24. Brad Snyder – Best Eyes Award
Brad doesn’t technically have eyes, but he still gets this award for his determined perspective and sanguine outlook on life. He proves that vision is more than what you see. Also, his prosthetic eyes were painted to match my own blue eyes, so in a way I’m giving this award to myself. #humblebrag
25. Melissa Stockwell – Breaking Barriers Award
“I can really do anything I want to do, missing leg or not.”
Melissa was the first U.S. female solider to lose a limb in combat. She was also the first Iraq War veteran selected for the 2008 U.S. Paralympic team. She helped start Dare2tri Para triathlon Club, an organization that is helping athletes with physical disabilities and visual impairments get involved in para triathlons. Her list of athletic achievements is amazing enough, but her steadfast dedication to have a positive impact on the world is what makes Melissa truly remarkable.
26. James Stuck – Ain’t Nobody Got Time For That Award
James Stuck spent no time waiting around after losing his leg to a roadside bomb in 2005. He went skiing 5 weeks, I repeat 5 weeks, after his accident. He was eager to try other things like snowboarding, soccer, track, kayaking and sitting volleyball, which he made the team for as a setter.
27. Samantha Tucker – The Holding Fast Award
This Air Force veteran is one of the most tenacious athletes in the bunch. She lost part of her left arm in a motorcycle accident 2010, which led to her employment in a prostethist’s office. One serendipitous day, gold medalist Jeff Fabry, who happened to be a patient there, walked into the office and asked her if she’d ever shot an arrow before. After saying no, he brought out an adaptive bow from his car and she took her first shot then and there. The thrill and empowerment of that single shot launched Tucker’s Archery career. She started competing, moved to Colorado to train full time, and now she is one of the top contenders in her field! She’s on target to podium at Rio. #archerypuns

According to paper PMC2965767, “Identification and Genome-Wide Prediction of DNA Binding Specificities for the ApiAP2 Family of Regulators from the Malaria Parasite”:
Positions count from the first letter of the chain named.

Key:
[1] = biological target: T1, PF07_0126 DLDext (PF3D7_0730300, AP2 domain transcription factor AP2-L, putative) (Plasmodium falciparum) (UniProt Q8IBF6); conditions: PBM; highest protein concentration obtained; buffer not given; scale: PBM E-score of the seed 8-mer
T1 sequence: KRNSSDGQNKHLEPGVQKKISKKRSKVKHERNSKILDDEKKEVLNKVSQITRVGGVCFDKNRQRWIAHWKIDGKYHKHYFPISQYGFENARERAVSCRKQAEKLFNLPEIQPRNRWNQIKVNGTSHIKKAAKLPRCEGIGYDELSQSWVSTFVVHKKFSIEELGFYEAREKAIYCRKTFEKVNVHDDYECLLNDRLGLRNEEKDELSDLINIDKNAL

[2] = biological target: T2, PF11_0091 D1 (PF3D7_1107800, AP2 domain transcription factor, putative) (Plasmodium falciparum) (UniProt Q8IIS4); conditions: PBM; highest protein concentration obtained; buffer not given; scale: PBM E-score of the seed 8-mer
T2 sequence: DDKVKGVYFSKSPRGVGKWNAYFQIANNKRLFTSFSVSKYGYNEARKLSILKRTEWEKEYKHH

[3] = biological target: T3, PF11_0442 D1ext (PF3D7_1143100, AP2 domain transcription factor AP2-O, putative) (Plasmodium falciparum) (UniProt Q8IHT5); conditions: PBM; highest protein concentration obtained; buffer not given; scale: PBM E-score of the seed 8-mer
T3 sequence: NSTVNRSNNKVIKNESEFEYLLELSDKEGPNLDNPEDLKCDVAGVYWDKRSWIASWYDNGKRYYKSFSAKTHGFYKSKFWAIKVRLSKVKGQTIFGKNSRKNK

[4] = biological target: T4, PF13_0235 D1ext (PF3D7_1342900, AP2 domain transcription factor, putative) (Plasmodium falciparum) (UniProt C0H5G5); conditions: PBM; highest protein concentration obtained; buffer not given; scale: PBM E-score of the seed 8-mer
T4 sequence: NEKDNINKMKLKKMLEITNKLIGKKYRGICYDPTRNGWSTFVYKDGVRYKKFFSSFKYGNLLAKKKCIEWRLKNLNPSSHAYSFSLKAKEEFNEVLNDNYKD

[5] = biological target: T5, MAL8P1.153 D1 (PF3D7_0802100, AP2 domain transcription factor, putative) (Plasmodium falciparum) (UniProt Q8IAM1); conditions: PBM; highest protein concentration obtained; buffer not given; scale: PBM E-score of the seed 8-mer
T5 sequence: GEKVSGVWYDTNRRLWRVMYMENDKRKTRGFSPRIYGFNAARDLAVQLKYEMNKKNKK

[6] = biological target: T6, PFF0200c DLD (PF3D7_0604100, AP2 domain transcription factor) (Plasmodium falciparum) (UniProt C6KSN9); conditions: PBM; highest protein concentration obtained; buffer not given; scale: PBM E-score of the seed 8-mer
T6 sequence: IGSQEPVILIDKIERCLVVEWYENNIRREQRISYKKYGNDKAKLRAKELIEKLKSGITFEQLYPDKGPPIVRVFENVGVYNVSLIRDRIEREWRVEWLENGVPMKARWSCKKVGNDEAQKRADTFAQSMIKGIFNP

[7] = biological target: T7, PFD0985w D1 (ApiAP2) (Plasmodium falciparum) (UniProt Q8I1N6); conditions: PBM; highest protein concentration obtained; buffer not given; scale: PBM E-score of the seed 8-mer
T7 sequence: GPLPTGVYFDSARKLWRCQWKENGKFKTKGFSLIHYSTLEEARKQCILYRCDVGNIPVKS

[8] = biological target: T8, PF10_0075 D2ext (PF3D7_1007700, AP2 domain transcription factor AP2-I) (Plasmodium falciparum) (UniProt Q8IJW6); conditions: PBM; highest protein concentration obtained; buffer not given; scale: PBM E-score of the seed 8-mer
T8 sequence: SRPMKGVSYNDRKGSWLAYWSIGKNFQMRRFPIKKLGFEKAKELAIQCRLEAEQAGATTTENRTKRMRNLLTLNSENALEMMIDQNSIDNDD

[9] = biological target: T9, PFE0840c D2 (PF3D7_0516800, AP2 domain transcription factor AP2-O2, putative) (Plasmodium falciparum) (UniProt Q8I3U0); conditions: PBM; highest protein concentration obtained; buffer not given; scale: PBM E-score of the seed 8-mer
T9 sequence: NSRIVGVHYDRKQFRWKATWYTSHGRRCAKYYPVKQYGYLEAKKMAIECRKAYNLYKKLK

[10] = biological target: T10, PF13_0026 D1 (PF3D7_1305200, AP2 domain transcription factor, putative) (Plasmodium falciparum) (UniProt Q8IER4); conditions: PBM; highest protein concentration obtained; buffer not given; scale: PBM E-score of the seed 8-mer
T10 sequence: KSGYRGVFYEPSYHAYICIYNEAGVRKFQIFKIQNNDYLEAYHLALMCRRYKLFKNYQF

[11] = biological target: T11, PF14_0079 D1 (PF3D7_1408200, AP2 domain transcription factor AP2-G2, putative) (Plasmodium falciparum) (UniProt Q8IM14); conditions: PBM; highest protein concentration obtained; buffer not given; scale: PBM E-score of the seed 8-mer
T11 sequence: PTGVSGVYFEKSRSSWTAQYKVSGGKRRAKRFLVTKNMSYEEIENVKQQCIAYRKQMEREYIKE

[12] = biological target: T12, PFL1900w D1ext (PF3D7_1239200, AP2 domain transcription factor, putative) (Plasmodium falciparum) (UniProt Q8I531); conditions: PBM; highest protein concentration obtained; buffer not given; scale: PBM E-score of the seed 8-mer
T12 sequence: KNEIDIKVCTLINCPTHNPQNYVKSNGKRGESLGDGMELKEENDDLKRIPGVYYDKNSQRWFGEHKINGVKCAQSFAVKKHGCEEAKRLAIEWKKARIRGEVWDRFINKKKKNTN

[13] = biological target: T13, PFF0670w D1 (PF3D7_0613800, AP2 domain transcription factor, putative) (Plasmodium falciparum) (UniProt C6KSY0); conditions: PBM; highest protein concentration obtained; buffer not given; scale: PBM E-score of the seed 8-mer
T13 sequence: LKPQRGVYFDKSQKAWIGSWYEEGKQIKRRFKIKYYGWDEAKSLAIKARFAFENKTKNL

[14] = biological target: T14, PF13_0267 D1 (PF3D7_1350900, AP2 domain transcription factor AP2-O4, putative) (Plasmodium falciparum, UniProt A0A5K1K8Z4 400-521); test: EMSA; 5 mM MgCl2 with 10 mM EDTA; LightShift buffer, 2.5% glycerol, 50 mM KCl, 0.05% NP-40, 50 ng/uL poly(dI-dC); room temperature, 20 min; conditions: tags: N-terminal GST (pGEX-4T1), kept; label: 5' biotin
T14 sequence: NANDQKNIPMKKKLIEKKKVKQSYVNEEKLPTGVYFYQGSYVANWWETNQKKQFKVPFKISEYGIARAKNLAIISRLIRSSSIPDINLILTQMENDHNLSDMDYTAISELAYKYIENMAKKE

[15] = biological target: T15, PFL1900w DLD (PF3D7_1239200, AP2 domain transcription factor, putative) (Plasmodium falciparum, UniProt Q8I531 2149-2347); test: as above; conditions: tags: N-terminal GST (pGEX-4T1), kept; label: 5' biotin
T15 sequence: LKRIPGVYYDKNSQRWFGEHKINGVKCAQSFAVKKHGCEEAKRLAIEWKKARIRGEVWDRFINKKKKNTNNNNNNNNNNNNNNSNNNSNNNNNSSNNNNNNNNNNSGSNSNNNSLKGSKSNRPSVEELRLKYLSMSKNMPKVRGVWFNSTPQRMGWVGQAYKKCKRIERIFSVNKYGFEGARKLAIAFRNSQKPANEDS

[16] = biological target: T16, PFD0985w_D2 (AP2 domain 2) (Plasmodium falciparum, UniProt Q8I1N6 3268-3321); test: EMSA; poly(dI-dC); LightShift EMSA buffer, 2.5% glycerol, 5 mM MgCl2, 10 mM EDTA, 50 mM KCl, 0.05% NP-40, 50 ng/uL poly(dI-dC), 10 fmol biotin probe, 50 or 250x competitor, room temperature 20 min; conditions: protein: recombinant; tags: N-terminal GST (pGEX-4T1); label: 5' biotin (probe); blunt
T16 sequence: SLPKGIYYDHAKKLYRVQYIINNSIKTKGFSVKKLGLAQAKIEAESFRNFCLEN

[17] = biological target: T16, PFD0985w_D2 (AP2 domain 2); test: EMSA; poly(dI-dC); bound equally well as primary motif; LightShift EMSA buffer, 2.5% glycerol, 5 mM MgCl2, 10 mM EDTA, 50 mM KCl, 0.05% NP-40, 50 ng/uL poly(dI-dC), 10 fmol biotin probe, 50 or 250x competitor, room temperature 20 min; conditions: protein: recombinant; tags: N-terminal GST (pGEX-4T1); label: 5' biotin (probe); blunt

28. Johnnie Williams – Furthest Distance Traveled Award
Johnnie Williams was just 21 years old when he was in a Humvee accident during a deployment in Iraq. Following his return to the states and his recovery, he says his life went in a “downward spiral” due to alcohol. The death of a best friend opened his eyes, and he resolved to set those eyes on a goal. That goal is to be the best in the world in discus and javelin, and Williams has been steadily climbing towards that achievement. The journey from the bottom of that downward spiral to the top of the podium in Rio is what made me deem him fit for the Furthest Distance Traveled Award.
29. Michael Wishnia – Best Smile Award
Michael Wishnia’s story shows that a wounded warrior’s rehabilitation process is just as much mental as it is physical. A serious depression engulfed Wishnia when he returned from Afghanistan, after an explosion injured his right leg.
Suicide among veterans is a critical issue. A U.S. Department of Veterans Affairs study showed that every 65 minutes an American veteran takes their own life. Michael Wishnia almost subscribed to this statistic, until his service dog, Sammie, saved his life by jumping into his lap, literally knocking the gun out of his hands.
Soon after, Michael found therapy and momentum to go forward in the simple exercise of throwing a shot-put. Not only did the sport provide him with an avenue to rebuild his life, he became really good at it, really fast.
He is becoming a strong advocate for the Paralympic movement as well. He strives to build up awareness for the games and hopes to start a career in helping other wounded vets by showing them “life outside the injury.”
I, for one, am really excited to see this face, now complete with a smile, be at the forefront of the Paralympic movement.